Best Time Of Year To Hike Garnet Peak Trail:
The summer months can be hot and unbearable at times. The best bet is to hit the trail early during the summer or check for the cooler days. Monsoonal moisture during the summer can bring the threat of thunderstorms with lightning. If you hear thunder or see lightning, seek shelter immediately. Winter conditions with snow can occur during occasional winter days. Aside from the hot summer months and occasional snowy conditions, most of the year is a nice time to hike this area. Spring is popular for wild flower blooms, and lots of green budding plants. Fall days can be beautiful as well. The fall can bring Santa Ana conditions with high winds. 

It’s always a good idea to check the weather before heading out.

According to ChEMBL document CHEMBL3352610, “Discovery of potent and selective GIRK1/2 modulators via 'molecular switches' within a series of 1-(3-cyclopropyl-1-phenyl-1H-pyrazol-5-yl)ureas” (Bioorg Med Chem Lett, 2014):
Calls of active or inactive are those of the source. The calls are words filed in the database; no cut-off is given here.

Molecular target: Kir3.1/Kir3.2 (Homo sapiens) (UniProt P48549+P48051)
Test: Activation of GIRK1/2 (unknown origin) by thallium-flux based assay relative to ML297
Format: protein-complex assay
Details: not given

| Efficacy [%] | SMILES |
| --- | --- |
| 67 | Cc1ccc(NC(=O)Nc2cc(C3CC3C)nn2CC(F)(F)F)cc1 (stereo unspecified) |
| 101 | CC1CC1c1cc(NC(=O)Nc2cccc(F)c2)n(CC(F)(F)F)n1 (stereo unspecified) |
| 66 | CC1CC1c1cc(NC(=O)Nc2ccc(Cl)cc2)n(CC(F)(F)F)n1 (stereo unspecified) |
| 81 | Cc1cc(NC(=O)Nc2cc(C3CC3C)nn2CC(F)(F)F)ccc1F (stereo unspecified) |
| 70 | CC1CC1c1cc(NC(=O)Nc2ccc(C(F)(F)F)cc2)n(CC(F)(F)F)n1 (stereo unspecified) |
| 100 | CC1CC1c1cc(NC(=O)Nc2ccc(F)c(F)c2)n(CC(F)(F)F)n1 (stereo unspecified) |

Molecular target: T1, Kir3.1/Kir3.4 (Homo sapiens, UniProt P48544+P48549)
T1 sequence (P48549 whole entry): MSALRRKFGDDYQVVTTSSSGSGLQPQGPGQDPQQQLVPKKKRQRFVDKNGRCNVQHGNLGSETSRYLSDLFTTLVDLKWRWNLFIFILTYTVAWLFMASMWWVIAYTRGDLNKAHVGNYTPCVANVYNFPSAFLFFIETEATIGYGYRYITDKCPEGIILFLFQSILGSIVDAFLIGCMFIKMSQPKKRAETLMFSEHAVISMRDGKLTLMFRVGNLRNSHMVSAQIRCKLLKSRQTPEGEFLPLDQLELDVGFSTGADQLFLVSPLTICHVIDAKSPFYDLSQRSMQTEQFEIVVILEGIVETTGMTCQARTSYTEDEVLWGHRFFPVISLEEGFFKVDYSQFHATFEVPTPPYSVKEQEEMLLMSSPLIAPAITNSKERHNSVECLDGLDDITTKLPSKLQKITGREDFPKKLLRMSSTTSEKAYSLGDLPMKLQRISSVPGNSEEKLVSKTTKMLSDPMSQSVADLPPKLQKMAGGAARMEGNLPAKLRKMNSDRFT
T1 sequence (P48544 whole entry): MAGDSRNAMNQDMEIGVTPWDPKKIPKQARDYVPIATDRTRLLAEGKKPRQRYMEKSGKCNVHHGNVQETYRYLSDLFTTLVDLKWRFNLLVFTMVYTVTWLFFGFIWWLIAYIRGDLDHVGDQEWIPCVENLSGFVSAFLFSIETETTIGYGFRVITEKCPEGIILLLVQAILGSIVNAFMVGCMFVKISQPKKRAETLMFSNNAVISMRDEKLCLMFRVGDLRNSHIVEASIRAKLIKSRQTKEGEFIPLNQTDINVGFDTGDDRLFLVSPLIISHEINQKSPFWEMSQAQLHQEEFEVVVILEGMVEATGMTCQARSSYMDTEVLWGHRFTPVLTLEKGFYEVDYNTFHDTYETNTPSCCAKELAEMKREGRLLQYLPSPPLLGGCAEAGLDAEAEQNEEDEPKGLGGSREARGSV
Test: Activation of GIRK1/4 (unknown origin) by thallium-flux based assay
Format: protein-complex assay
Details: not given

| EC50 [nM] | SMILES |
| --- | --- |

Garnet Peak Trail Conditions:
The trail begins off of Sunrise Highway and proceeds to an old dirt road. The trail continues in this fashion until it intersects with the Pacific Crest Trail. From this point on the trail becomes quite rocky and it would be very wise to watch the footing. The rocky trail continues until it reaches a small outcrop of sun baked granite rocks at the peak. Please be alert for rattlesnakes in this region. There is no  poison oak along the trail. There is no shade along the trail so prepare to be in the sun.